Home > Publications . Search All . Browse All . Country . Browse PSC Pubs . PSC Report Series

PSC In The News

RSS Feed icon

Lam says tightening global labor market good for American workers

Johnston says e-cigs may reverse two-decades of progress on smoking reduction

Mueller-Smith finds incarceration increases the likelihood of committing more, and more serious, crimes

Highlights

Bob Willis awarded 2015 Jacob Mincer Award for Lifetime Contributions to the Field of Labor Economics

David Lam is new director of Institute for Social Research

Elizabeth Bruch wins Robert Merton Prize for paper in analytic sociology

Elizabeth Bruch wins ASA award for paper in mathematical sociology

Next Brown Bag

PSC Brown Bags will be back fall 2015


The emotional toll of spousal morbidity and mortality

Archived Abstract of Former PSC Researcher

Zivin, Kara, and N.A. Christakis. 2007. "The emotional toll of spousal morbidity and mortality." American Journal of Geriatric Psychiatry, 15(9): 772-779.

Objective: Spouse caregivers have an increased risk of mental and physical illness during caregiving and widowhood. The authors sought to evaluate whether partners of an ill spouse have a higher likelihood of developing mental health or substance abuse ( MHSA) disorders than partners who have healthy spouses, accounting for both spousal illness and death. Methods: The authors used Medicare claims from 1993-2001 for 474,228 married couples. The authors used Cox models to determine the effect of spouse illness on partner MHSA diagnosis, controlling for demographic and clinical characteristics. Results: A wife's hospitalization increased the husband's risk of MHSA diagnosis by 1.29 ( 95% confidence interval [ CI]: 1.28-1.29) and his risk of depression by 1.49 ( 95% CI: 1.48-1.51). A husband's hospitalization increased the risk of a wife's MHSA diagnosis by 1.33 ( 95% CI: 1.32-1.33) and her risk of depression by 1.41 ( 95% CI: 1.39-1.42). A wife's death increased the risk of the husband's MHSA diagnosis by 1.12 ( 95% CI: 1.11-1.13) and increased his risk of depression by 1.49 ( 95% CI: 1.46-1.51). A husband's death increased the risk of the wife's MHSA diagnosis by 1.14 ( 95% CI: 1.14-1.15) and increased her risk of depression by 1.41 ( 95% CI: 1.39-1.42). Conclusion: Spouse hospitalizations and spouse death independently increase the risk for partner MHSA and depression diagnoses. These findings can identify which individuals are at greatest risk for emotional distress and should be targeted for interventions to relieve caregiver burden that can arise separately and additively from both spousal illness and death.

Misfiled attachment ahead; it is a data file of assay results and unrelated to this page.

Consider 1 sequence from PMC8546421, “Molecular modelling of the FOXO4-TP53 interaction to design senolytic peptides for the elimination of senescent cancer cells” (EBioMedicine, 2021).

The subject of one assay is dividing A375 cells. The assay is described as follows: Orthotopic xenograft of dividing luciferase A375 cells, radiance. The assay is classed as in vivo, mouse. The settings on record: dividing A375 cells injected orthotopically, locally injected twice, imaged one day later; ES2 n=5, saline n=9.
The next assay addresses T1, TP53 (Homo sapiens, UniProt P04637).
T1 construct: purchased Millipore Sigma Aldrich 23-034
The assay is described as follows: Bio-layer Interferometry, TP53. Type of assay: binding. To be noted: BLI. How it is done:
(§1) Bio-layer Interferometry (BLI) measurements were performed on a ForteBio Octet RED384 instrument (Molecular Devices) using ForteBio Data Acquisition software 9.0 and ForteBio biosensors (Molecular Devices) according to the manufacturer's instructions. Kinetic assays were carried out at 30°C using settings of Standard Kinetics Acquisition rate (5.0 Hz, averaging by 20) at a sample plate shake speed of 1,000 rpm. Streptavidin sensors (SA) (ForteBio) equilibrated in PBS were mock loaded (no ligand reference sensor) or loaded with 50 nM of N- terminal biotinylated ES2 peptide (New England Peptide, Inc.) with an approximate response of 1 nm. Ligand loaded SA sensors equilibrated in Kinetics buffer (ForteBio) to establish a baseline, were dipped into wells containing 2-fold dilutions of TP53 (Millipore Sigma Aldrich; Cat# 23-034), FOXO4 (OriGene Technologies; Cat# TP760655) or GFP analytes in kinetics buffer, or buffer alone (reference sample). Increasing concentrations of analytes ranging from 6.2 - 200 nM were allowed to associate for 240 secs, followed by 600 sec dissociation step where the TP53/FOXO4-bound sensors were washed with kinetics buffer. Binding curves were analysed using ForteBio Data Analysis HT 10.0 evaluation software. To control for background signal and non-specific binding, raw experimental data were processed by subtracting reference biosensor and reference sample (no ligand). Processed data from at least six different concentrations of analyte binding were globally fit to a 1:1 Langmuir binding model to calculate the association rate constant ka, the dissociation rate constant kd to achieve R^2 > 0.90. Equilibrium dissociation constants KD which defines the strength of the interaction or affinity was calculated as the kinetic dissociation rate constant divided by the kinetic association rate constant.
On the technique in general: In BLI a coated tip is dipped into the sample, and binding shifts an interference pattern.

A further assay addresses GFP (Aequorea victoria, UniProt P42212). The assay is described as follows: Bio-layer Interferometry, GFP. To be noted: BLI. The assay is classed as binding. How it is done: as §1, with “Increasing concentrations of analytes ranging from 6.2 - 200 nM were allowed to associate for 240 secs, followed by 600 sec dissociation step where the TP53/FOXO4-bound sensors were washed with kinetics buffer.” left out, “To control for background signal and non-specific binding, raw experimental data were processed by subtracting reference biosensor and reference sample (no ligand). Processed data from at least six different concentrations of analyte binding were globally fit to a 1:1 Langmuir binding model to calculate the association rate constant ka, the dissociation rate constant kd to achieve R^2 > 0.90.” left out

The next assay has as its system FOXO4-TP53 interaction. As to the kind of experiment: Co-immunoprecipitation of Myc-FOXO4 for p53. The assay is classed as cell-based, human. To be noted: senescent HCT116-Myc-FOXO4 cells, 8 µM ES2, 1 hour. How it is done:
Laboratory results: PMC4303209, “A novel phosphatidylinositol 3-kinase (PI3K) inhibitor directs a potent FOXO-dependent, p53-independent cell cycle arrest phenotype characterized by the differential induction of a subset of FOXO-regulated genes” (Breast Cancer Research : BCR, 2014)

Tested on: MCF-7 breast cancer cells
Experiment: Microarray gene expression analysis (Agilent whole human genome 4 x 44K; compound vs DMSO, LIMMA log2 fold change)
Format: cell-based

DOI:10.1097/JGP.0b013e318050c9ae (Full Text)

Browse | Search : All Pubs | Next